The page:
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Captain Ted A Boy's Adventures Among Hiding Slackers in the Great Georgia Swamp   By: (1861-1939)

Captain Ted A Boy's Adventures Among Hiding Slackers in the Great Georgia Swamp by Louis Pendleton

First Page:

Transcriber's Note

The position of the illustrations has been changed to better fit with the context. The Frontispiece illustration noted in the "List of Illustrations" is missing from the original book upon which this digital version is based and therefore its location has not been indicated.

Illustration captions in {brackets} have been added by the transcriber for reader convenience.

In general, geographical references, spelling, hyphenation, and capitalization have been retained as in the original publication. This includes a few inconsistencies across the text. For example, the word "tomorrow" is more or less equally written as both "tomorrow" and "to morrow".

Minor typographical errors usually periods and commas have been corrected without note.

Significant typographical errors have been corrected. A full list of these corrections is available in the Transcriber's Corrections section at the end of the book.

CAPTAIN TED

CAPTAIN TED

A Boy's Adventures Among Hiding Slackers in the Great Georgia Swamp

BY

LOUIS PENDLETON

AUTHOR OF "KING TOM AND THE RUNAWAYS," "LOST PRINCE ALMON," "IN THE CAMP OF THE CREEKS," ETC.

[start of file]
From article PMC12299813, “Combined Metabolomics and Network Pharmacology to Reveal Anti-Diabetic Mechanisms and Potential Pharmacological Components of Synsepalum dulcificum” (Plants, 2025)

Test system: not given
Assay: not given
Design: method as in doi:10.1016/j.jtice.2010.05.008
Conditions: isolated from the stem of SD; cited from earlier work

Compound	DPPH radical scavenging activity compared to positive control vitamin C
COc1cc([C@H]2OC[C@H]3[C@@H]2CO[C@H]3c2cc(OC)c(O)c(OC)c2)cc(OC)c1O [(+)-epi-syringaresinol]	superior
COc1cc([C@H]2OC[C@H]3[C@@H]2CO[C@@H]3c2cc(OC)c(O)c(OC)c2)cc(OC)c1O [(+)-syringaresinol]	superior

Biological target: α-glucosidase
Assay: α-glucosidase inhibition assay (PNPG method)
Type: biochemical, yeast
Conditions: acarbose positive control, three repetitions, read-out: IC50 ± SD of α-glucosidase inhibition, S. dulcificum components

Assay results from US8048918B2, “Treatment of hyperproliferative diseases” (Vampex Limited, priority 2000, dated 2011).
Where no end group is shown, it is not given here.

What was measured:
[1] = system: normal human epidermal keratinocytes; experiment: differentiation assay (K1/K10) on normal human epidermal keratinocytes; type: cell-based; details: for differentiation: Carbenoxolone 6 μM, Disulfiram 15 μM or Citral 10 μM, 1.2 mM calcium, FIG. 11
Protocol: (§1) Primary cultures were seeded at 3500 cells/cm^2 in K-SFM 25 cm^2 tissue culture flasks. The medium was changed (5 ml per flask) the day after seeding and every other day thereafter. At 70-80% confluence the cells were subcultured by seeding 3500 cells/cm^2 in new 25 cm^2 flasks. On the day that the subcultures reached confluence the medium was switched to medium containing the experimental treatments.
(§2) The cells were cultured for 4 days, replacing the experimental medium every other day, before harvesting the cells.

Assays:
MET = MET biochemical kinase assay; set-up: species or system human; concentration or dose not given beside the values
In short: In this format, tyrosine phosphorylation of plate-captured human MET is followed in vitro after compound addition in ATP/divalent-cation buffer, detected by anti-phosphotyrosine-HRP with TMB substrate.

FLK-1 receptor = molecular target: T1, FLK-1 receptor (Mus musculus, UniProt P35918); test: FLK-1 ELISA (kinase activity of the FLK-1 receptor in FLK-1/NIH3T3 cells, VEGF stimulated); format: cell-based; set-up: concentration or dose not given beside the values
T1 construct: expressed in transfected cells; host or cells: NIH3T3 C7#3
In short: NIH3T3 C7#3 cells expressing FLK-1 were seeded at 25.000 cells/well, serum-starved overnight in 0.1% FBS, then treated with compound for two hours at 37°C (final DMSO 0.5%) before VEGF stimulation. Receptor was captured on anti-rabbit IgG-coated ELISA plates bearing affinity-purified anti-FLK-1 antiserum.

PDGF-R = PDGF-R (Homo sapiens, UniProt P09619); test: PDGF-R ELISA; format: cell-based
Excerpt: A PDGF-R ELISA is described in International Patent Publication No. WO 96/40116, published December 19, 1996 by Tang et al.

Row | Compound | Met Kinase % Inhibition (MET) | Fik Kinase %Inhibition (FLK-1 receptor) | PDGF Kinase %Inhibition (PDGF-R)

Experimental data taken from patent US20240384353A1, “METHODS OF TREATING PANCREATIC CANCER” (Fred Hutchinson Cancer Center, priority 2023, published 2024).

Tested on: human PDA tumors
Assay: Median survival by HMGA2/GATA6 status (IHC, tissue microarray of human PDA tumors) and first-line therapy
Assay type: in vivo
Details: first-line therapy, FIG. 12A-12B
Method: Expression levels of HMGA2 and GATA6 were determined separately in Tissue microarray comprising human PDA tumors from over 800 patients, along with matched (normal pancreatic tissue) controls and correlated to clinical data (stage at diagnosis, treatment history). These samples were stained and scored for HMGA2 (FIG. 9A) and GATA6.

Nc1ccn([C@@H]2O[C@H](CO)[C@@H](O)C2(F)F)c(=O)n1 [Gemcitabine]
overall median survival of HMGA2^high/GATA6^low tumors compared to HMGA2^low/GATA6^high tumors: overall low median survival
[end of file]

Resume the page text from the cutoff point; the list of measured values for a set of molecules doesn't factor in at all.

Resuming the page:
[Illustration: {Seal}]

ILLUSTRATED

D. APPLETON AND COMPANY NEW YORK LONDON 1918

COPYRIGHT, 1918, BY D. APPLETON AND COMPANY

Printed in the United States of America

TO THE FIGHTING YOUTH OF AMERICA

THIS STORY OF A BRAVE AND DEVOTED BOY IS CONFIDENTLY INSCRIBED

LIST OF ILLUSTRATIONS

FACING PAGE The beast obeyed an impulse stronger than fear and leaped Frontispiece

They closed in hand to hand combat 78

The contending creatures, fast in each other's grip, rapidly drew nearer 138

With a wild cry Jackson jumped too late! 270

CAPTAIN TED

I

Ted and Hubert were proud of the commission and felt that much depended on them. Ted led the way, not merely because he was past fourteen and more than half a year older than his cousin, but because Hubert unconsciously yielded to the captaincy of a more venturesome and resolute spirit. Everything was ready for Christmas at home mince pies, fruit cake, a fat turkey hanging out in the cold and no doubt the as yet mysteriously reserved presents would be plentiful and satisfactory. Only a tree was still needed, and Ted and Hubert were to get it.

So now, in the early afternoon of December 24, 1917, they tramped up the long hill at the back of the Ridgway farm toward North Carolina woods of evergreens and leafless maples. The landscape as far as the eye went was white with snow, but its depth, except in drifts, was only about two inches. Ted dragged a sled with rope wherewith to strap the tree thereon. Hubert trudged beside him always a little behind carrying a heavy sharp hatchet.

"Aunt Mary said we must get a good one, small size, and I'm going to hunt till we do," said Ted.

"Papa says it isn't everybody who'll have all we'll have this Christmas," remarked Hubert. "He says it's great to have a farm as well as a town house and perduce your own food in war time."

"'Produce' not 'perduce,'" corrected Ted.

About two thirds of the way up the long white stretch of hillside the boys paused on the brink of a pit that had been dug years before by a thick witted settler in a hopeless quest for the gold that was then profitably mined some ten miles away. The pit was about twenty five feet deep at its middle and perhaps thirty five in diameter an excavation at once too large and too small to pay for the great labor of filling in... Continue reading book >>




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